“At long last,” said Akira Kurosawa to the audience at the 62nd Academy Awards, as he picked up his Life Achievement Award, “I am beginning to understand what it is I've been trying to do all this time. I am finally ready to make my first film.” The year was 1990, and the master's remarks – which I'm recalling from memory, one day after Kurosawa's death – fetched a warm response. Those present knew he wasn't being clever; the applause accorded his words expressed a recognition that he was speaking the plain truth. Rashomon, Throne of Blood, The Seven Samurai, The Hidden Fortress, Yojimbo, High and Low, Dersu Uzala and Ran (to name just a few) may be among the greatest films ever made, but for the man who made them they could amount to preparation for a still greater unknown.

Kurosawa was nothing if not the bard of renewal. Born in 1910 into a samurai family, schooled as a visual artist, thrust by a propitious career twist into the Toho film studios of the 1930s, he worked his way up from horse handler to film editor to screenwriter. He emerged as a director after World War II, when Japan itself was in need of renewal. His samurai pictures, blending feudal Japanese codes of honor with the racing pulse of American Westerns, popularly redefined his homeland to international audiences, and as a happy byproduct of his genius, revitalized western movies. George Lucas has admitted that Star Wars was directly inspired by The Hidden Fortress. The shrewd, wandering hero of Yojimbo has been reborn as Mad Max and as Clint Eastwood's Man With No Name. By the time John Belushi began slicing and dicing on Saturday Night Live, it was inescapably clear that Kurosawa had transformed the samurai into an icon every bit as internationally beloved as the cowboy.

At the moment of his death of a stroke in Tokyo on September 5, Kurosawa was arguably the world's greatest living filmmaker. That word arguably is a tribute to Michelangelo Antonioni, Ingmar Bergman, Jean-Luc Godard and Stanley Kubrick – but doubtless even these titans would agree that Kurosawa was the most prolific and versatile, equally at home with Shakespeare, film noir, swashbuckling action epics, post-Hiroshima polemics and intimate psychological dramas. He was the most international of the great Japanese directors, and like many true prophets was, at times, without honor in his own homeland. The bad reviews at home of Dodesukaden caused him to slash his wrists, and it was five years before he made another film. Antonioni, Bergman and Godard essay women characters more deeply, but Kurosawa was extending his reach in this regard right up to the end of his life. Rhapsody in August (1991), his most underrated masterpiece, has a female protagonist – his first. (Is this what he meant in his Life Achievement speech, saying that he was ready to begin?)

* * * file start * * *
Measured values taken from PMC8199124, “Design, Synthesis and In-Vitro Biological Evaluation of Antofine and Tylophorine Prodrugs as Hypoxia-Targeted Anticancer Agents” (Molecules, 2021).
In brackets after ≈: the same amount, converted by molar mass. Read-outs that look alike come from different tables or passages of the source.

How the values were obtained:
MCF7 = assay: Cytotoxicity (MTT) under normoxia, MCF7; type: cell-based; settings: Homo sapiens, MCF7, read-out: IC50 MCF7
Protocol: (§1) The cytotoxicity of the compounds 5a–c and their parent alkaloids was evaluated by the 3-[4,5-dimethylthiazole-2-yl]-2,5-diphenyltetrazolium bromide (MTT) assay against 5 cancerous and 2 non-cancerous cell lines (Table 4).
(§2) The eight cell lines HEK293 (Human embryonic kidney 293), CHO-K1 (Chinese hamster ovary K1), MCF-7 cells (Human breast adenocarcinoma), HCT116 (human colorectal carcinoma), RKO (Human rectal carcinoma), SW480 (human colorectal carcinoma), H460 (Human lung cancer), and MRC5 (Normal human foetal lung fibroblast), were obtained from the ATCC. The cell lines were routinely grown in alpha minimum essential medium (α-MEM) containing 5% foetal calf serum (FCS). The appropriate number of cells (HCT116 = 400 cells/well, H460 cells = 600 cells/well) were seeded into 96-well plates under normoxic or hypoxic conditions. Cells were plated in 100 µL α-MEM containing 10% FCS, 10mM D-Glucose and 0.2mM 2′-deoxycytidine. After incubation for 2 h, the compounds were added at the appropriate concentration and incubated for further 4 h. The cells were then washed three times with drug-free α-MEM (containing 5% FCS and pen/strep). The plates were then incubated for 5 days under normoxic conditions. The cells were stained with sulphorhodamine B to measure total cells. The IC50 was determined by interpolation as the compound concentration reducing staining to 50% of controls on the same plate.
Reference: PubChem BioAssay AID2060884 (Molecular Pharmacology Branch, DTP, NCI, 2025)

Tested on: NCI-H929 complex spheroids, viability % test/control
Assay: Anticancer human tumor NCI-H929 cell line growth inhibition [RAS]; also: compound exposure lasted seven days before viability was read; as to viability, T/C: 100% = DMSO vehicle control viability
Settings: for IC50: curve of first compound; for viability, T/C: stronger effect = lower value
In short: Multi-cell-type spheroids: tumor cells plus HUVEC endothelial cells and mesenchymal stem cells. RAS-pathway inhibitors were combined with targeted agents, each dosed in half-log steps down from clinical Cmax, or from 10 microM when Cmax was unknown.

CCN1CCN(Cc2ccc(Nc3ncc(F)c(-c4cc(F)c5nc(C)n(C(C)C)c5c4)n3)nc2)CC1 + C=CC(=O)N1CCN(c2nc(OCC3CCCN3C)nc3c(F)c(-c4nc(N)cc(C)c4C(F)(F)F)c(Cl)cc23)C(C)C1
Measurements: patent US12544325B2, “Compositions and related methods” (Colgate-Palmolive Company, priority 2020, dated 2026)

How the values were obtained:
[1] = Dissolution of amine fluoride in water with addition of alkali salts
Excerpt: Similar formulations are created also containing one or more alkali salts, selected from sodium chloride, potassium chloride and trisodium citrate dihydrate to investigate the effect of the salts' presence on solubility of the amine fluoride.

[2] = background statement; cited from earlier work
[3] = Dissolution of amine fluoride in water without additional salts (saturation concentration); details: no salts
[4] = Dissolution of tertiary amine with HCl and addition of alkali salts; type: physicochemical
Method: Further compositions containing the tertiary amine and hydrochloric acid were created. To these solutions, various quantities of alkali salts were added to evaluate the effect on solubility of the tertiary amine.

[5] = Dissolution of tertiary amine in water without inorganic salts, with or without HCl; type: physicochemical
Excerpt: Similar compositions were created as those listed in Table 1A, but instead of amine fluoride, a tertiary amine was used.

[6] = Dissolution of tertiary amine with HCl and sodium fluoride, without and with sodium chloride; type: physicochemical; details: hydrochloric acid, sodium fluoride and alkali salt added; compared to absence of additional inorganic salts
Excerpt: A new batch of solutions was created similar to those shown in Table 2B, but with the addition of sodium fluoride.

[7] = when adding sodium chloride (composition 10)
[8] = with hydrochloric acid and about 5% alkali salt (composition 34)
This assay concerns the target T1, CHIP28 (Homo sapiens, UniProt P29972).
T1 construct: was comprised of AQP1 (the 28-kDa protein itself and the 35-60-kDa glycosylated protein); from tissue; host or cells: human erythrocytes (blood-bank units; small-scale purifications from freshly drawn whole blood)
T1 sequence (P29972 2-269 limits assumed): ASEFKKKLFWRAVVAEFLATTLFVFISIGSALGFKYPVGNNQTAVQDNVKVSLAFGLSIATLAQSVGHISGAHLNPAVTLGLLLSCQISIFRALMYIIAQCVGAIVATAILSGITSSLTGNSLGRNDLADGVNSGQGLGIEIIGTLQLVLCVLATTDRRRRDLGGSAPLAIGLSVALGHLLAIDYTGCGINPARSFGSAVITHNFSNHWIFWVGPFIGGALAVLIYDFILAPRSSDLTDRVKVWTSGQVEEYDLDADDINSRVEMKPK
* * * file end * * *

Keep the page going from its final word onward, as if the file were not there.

In celebrating Kurosawa's life, one remembers not film, but moments, so indelibly stamped that they're not “cinematic” at all but have the character of memories: The droplets of rain, flying from the feathered arrows of The Seven Samurai as they battle thieves in the middle of a monsoon. Toshiro Mifune as the father of a kidnapped boy in High and Low, fighting to keep the instructions clear in his head as he must toss a briefcase containing a million dollars from the window of one speeding train into another – a superb action sequence set in five minutes of real time. The dying clerk in Ikiru, mouth dropping open as he watches a veiled stripper gyrate (a pleasure he never permitted himself when healthy) as his drunken buddy whispers: “See that? That woman is more truthful, more beautiful, than any work of art.” The retarded boy in Dodesukaden, imitating the sound of the trolley. The three schoolchildren in Rhapsody in August, gazing in solemn wonder at the melted monkey bars, stretched and frozen as if in a glassblower's ball, in a Nagasaki schoolyard.

You can insert your favorite here, but when I try to recall the quintessential Kurosawa moment, I see the climactic chase from a relatively obscure crime film called Stray Dog, released in 1949. The Mifune hero has spent the whole movie chasing a scurvy thug who stole his pistol in the first scene. The villain has used it to commit a murder, and Mifune finally catches him just after sunrise in a remote city park. This is one of the simplest, most physically commanding chase scenes you could ever hope to see. The park is quiet, exquisite. The tall trees and undergrowth are filled with traces of morning fog. Larks are chirping; somewhere, somebody is playing Mozart near an open window. When the villain is caught, he surrenders, lies in the mud and blubbers like a child. He has suddenly realized that if he lives to be a hundred, it will be in prison – and this is the last moment of outdoor beauty he will ever know.

Mifune, covered head to foot with mud, recognizes the emotion with a disturbed gaze, but completes his arrest. This moment crystallizes for me everything that made Kurosawa great, and will commend his work to the ages. There is technical brilliance, of course – compositions so right you can't see the form, only the content; cuts so right the scene floats over them – but within this ingenuity, a consciousness of human life revealed at its core. The Mifune hero and the pathetic villain are both finding the courage, even in this moment, to begin again – to somehow become new creatures. That is Kurosawa's great legacy. His work either brings each of us in contact with our own beginnings, or invites us to find the new points of departure that are always there, in ourselves and others, even those we think we despise.

LA Weekly